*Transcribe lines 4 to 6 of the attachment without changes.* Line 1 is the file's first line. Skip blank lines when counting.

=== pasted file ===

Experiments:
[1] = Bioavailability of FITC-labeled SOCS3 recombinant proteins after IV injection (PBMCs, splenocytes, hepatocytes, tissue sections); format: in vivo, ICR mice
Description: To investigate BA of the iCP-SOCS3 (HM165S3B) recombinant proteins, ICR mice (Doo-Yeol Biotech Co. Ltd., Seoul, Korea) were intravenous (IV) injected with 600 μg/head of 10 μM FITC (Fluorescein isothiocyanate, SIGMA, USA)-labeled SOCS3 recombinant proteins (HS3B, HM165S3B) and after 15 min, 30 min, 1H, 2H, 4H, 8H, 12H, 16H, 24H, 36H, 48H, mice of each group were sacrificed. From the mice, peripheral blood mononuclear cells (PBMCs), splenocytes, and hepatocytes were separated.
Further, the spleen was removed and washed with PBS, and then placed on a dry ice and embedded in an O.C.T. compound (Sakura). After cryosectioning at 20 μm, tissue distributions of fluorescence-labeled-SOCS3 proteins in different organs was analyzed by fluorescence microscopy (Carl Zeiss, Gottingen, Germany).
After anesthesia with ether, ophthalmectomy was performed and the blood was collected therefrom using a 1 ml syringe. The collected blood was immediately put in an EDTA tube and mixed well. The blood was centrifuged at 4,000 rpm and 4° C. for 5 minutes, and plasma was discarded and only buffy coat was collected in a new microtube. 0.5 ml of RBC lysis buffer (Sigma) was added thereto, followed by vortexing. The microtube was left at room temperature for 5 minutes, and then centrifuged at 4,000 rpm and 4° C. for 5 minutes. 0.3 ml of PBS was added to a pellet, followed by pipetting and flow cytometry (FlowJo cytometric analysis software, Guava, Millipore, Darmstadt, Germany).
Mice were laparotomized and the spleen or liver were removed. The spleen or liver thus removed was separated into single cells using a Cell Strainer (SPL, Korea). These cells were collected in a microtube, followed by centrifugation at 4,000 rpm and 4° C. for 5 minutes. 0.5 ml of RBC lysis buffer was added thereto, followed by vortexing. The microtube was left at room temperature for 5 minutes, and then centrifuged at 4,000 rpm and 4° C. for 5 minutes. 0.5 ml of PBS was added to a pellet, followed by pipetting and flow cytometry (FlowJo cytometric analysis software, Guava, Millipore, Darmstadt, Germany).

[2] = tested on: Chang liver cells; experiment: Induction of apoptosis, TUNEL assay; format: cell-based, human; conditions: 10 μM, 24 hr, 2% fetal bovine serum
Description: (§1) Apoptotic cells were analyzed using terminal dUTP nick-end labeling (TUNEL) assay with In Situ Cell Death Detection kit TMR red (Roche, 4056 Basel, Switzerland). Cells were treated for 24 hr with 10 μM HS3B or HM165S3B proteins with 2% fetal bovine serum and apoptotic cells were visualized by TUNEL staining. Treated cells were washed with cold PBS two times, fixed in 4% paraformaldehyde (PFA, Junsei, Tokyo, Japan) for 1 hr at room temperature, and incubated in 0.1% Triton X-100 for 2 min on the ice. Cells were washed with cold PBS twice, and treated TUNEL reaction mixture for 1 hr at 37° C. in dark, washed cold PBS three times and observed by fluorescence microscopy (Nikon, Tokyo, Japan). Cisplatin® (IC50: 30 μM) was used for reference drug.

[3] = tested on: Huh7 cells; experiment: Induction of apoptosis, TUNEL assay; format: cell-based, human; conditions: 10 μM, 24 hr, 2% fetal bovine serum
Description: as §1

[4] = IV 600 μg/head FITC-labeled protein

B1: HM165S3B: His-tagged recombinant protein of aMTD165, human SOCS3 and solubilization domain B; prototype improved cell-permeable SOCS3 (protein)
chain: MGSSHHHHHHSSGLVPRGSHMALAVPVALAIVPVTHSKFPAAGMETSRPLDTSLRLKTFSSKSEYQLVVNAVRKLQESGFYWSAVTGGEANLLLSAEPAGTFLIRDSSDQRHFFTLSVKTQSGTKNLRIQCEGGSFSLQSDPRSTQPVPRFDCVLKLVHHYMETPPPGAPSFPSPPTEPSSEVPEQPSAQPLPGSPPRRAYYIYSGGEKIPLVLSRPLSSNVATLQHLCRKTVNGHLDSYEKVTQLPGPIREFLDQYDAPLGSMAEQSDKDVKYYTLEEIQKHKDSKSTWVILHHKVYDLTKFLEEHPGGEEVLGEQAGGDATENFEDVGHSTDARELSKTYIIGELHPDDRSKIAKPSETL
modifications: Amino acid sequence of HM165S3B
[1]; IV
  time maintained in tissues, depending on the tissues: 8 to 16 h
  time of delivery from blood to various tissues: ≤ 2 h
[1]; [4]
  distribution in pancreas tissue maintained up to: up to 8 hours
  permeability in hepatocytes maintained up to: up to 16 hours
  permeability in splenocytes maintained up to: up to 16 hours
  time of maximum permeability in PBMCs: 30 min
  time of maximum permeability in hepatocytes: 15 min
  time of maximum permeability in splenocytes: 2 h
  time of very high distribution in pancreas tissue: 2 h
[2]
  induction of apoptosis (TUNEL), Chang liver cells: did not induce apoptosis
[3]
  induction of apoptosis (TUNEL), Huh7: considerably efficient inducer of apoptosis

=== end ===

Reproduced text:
Further, the spleen was removed and washed with PBS, and then placed on a dry ice and embedded in an O.C.T. compound (Sakura). After cryosectioning at 20 μm, tissue distributions of fluorescence-labeled-SOCS3 proteins in different organs was analyzed by fluorescence microscopy (Carl Zeiss, Gottingen, Germany).
After anesthesia with ether, ophthalmectomy was performed and the blood was collected therefrom using a 1 ml syringe. The collected blood was immediately put in an EDTA tube and mixed well. The blood was centrifuged at 4,000 rpm and 4° C. for 5 minutes, and plasma was discarded and only buffy coat was collected in a new microtube. 0.5 ml of RBC lysis buffer (Sigma) was added thereto, followed by vortexing. The microtube was left at room temperature for 5 minutes, and then centrifuged at 4,000 rpm and 4° C. for 5 minutes. 0.3 ml of PBS was added to a pellet, followed by pipetting and flow cytometry (FlowJo cytometric analysis software, Guava, Millipore, Darmstadt, Germany).
Mice were laparotomized and the spleen or liver were removed. The spleen or liver thus removed was separated into single cells using a Cell Strainer (SPL, Korea). These cells were collected in a microtube, followed by centrifugation at 4,000 rpm and 4° C. for 5 minutes. 0.5 ml of RBC lysis buffer was added thereto, followed by vortexing. The microtube was left at room temperature for 5 minutes, and then centrifuged at 4,000 rpm and 4° C. for 5 minutes. 0.5 ml of PBS was added to a pellet, followed by pipetting and flow cytometry (FlowJo cytometric analysis software, Guava, Millipore, Darmstadt, Germany).